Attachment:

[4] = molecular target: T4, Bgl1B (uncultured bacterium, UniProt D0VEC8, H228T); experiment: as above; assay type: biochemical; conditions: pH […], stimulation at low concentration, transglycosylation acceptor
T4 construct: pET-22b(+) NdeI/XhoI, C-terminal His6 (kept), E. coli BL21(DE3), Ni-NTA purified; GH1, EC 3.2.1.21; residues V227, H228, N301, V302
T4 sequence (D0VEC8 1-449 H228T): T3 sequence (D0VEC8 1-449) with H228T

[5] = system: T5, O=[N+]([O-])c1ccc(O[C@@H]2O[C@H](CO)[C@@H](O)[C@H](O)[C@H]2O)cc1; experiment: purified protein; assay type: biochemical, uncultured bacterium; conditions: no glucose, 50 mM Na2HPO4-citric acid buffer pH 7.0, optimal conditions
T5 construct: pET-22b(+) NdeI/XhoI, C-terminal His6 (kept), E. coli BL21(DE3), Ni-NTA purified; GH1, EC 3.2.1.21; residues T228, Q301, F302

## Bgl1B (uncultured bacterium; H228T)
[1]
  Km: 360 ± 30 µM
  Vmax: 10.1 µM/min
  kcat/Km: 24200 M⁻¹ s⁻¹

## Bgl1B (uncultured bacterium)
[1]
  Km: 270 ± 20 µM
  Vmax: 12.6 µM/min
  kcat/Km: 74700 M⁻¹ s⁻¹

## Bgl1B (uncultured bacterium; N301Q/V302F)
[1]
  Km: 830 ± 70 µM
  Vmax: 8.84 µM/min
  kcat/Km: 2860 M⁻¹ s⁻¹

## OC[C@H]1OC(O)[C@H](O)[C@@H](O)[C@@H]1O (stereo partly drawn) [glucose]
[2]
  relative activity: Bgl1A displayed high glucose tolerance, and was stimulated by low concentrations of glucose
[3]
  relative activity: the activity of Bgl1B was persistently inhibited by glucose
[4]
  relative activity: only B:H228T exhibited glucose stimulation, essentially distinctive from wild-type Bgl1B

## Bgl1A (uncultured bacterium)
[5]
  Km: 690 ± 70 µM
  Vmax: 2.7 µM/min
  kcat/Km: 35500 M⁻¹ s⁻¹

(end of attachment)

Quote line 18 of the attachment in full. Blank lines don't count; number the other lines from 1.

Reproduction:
  Km: 830 ± 70 µM